The engine of visualization: thinking through photography

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Cornell University Press, 1997 - Photography - 331 pages
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In the first philosophical book wholly about photography, Patrick Maynard dispels some of the basic, persistent confusions of thought by treating photography as a technology -- a way to enhance and filter human power. Once photography is understood as a kind of technology, Maynard suggests, insights about technology may be applied to provide the general perspective on photography that has been missing.

Photography extends our human ability to produce images, which are understood as surface markings -- here induced by light. Through an approach to photography that is both analytic and consistently sensitive to photo history, Maynard places photography among modern imaging technologies, such as those familiar in medicine, and addresses some provocative questions. Technologies amplify but they also suppress. What does photography suppress? How should we think about depictive fidelity? What problems do the new digital technologies bring in their wake? What accounts for the persistent ambivalence regarding photographic art? Although Maynard's particular focus is photography, much of his discussion illuminates issues concerning other technologies and other kinds of images.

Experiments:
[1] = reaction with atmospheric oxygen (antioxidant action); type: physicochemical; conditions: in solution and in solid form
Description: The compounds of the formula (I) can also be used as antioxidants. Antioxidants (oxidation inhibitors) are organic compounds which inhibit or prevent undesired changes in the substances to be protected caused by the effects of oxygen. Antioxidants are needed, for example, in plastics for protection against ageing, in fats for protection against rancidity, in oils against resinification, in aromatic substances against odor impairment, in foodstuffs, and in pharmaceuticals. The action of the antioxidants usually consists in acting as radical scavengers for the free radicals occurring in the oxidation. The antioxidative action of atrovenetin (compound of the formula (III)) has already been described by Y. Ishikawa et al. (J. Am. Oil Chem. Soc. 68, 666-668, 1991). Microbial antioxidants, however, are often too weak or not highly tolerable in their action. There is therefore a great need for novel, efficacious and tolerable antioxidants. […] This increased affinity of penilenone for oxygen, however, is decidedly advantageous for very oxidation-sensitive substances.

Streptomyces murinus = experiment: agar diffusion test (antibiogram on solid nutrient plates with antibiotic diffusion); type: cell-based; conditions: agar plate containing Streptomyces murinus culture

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Contents

Photography as Technology
3
Making Our Marks
22
Visualizing Technology
63
Copyright

5 other sections not shown

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About the author (1997)

Patrick Maynard is Associate Professor of Philosophy at the University of Missouri-Kansas City, specializing in aesthetics.

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